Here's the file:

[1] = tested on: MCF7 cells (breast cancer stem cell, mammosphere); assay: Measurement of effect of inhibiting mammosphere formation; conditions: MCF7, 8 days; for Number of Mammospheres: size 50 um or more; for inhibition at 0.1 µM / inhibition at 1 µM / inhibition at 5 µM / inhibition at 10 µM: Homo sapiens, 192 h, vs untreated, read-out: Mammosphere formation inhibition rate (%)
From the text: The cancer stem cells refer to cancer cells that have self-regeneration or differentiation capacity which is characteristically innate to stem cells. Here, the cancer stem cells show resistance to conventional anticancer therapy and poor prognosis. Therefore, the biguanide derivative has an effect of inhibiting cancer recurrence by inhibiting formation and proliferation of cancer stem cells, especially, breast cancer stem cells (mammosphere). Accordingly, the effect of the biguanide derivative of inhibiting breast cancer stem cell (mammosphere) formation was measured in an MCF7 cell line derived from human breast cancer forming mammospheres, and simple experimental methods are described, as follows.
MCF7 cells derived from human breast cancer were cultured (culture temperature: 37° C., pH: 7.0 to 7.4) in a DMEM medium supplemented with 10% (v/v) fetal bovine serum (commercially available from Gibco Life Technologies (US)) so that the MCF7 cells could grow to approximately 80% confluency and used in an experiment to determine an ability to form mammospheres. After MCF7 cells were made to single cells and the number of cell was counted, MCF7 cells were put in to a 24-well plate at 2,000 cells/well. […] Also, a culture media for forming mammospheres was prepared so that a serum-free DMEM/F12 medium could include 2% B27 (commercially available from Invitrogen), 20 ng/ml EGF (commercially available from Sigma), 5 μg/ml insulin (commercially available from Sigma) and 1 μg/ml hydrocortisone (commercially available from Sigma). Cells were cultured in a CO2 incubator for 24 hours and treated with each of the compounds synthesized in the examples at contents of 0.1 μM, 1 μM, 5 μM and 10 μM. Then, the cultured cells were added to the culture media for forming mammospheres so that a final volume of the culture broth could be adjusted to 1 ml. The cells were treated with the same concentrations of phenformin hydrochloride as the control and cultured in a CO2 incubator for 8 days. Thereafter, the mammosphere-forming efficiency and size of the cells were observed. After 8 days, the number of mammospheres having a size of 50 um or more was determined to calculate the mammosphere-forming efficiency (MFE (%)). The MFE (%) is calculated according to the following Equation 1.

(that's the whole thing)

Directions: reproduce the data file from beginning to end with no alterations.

[1] = tested on: MCF7 cells (breast cancer stem cell, mammosphere); assay: Measurement of effect of inhibiting mammosphere formation; conditions: MCF7, 8 days; for Number of Mammospheres: size 50 um or more; for inhibition at 0.1 µM / inhibition at 1 µM / inhibition at 5 µM / inhibition at 10 µM: Homo sapiens, 192 h, vs untreated, read-out: Mammosphere formation inhibition rate (%)
From the text: The cancer stem cells refer to cancer cells that have self-regeneration or differentiation capacity which is characteristically innate to stem cells. Here, the cancer stem cells show resistance to conventional anticancer therapy and poor prognosis. Therefore, the biguanide derivative has an effect of inhibiting cancer recurrence by inhibiting formation and proliferation of cancer stem cells, especially, breast cancer stem cells (mammosphere). Accordingly, the effect of the biguanide derivative of inhibiting breast cancer stem cell (mammosphere) formation was measured in an MCF7 cell line derived from human breast cancer forming mammospheres, and simple experimental methods are described, as follows.
MCF7 cells derived from human breast cancer were cultured (culture temperature: 37° C., pH: 7.0 to 7.4) in a DMEM medium supplemented with 10% (v/v) fetal bovine serum (commercially available from Gibco Life Technologies (US)) so that the MCF7 cells could grow to approximately 80% confluency and used in an experiment to determine an ability to form mammospheres. After MCF7 cells were made to single cells and the number of cell was counted, MCF7 cells were put in to a 24-well plate at 2,000 cells/well. […] Also, a culture media for forming mammospheres was prepared so that a serum-free DMEM/F12 medium could include 2% B27 (commercially available from Invitrogen), 20 ng/ml EGF (commercially available from Sigma), 5 μg/ml insulin (commercially available from Sigma) and 1 μg/ml hydrocortisone (commercially available from Sigma). Cells were cultured in a CO2 incubator for 24 hours and treated with each of the compounds synthesized in the examples at contents of 0.1 μM, 1 μM, 5 μM and 10 μM. Then, the cultured cells were added to the culture media for forming mammospheres so that a final volume of the culture broth could be adjusted to 1 ml. The cells were treated with the same concentrations of phenformin hydrochloride as the control and cultured in a CO2 incubator for 8 days. Thereafter, the mammosphere-forming efficiency and size of the cells were observed. After 8 days, the number of mammospheres having a size of 50 um or more was determined to calculate the mammosphere-forming efficiency (MFE (%)). The MFE (%) is calculated according to the following Equation 1.